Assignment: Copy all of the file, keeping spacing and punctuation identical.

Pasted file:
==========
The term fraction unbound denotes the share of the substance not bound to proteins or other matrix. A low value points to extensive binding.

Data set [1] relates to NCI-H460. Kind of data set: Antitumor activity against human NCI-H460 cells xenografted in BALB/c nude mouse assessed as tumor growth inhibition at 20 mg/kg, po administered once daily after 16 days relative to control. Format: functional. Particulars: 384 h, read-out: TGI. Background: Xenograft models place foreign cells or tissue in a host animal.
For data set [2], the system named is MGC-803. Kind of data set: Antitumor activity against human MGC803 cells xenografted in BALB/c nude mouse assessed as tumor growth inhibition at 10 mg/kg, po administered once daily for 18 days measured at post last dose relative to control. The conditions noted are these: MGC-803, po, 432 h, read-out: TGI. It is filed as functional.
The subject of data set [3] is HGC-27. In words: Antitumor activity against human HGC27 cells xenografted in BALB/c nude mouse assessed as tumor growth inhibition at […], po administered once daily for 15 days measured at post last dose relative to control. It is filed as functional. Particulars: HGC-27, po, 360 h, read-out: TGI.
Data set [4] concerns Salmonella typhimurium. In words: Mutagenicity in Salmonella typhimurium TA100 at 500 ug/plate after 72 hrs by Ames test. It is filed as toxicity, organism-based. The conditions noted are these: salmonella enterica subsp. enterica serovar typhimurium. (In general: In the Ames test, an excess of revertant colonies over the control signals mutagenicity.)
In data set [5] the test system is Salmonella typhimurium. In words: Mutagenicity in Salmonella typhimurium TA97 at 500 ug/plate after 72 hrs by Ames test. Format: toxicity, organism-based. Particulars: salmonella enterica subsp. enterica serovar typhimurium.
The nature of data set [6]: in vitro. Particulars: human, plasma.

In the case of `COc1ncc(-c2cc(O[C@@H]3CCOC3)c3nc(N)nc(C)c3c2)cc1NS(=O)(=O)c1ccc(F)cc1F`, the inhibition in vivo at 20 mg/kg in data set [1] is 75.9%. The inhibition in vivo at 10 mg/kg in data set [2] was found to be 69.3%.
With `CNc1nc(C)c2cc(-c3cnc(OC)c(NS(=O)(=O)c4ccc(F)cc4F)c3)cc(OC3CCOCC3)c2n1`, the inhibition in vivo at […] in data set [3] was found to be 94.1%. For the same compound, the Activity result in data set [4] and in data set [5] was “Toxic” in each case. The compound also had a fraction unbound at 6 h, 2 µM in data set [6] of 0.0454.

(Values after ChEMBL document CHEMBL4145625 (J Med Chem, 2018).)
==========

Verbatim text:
The term fraction unbound denotes the share of the substance not bound to proteins or other matrix. A low value points to extensive binding.

Data set [1] relates to NCI-H460. Kind of data set: Antitumor activity against human NCI-H460 cells xenografted in BALB/c nude mouse assessed as tumor growth inhibition at 20 mg/kg, po administered once daily after 16 days relative to control. Format: functional. Particulars: 384 h, read-out: TGI. Background: Xenograft models place foreign cells or tissue in a host animal.
For data set [2], the system named is MGC-803. Kind of data set: Antitumor activity against human MGC803 cells xenografted in BALB/c nude mouse assessed as tumor growth inhibition at 10 mg/kg, po administered once daily for 18 days measured at post last dose relative to control. The conditions noted are these: MGC-803, po, 432 h, read-out: TGI. It is filed as functional.
The subject of data set [3] is HGC-27. In words: Antitumor activity against human HGC27 cells xenografted in BALB/c nude mouse assessed as tumor growth inhibition at […], po administered once daily for 15 days measured at post last dose relative to control. It is filed as functional. Particulars: HGC-27, po, 360 h, read-out: TGI.
Data set [4] concerns Salmonella typhimurium. In words: Mutagenicity in Salmonella typhimurium TA100 at 500 ug/plate after 72 hrs by Ames test. It is filed as toxicity, organism-based. The conditions noted are these: salmonella enterica subsp. enterica serovar typhimurium. (In general: In the Ames test, an excess of revertant colonies over the control signals mutagenicity.)
In data set [5] the test system is Salmonella typhimurium. In words: Mutagenicity in Salmonella typhimurium TA97 at 500 ug/plate after 72 hrs by Ames test. Format: toxicity, organism-based. Particulars: salmonella enterica subsp. enterica serovar typhimurium.
The nature of data set [6]: in vitro. Particulars: human, plasma.

In the case of `COc1ncc(-c2cc(O[C@@H]3CCOC3)c3nc(N)nc(C)c3c2)cc1NS(=O)(=O)c1ccc(F)cc1F`, the inhibition in vivo at 20 mg/kg in data set [1] is 75.9%. The inhibition in vivo at 10 mg/kg in data set [2] was found to be 69.3%.
With `CNc1nc(C)c2cc(-c3cnc(OC)c(NS(=O)(=O)c4ccc(F)cc4F)c3)cc(OC3CCOCC3)c2n1`, the inhibition in vivo at […] in data set [3] was found to be 94.1%. For the same compound, the Activity result in data set [4] and in data set [5] was “Toxic” in each case. The compound also had a fraction unbound at 6 h, 2 µM in data set [6] of 0.0454.

(Values after ChEMBL document CHEMBL4145625 (J Med Chem, 2018).)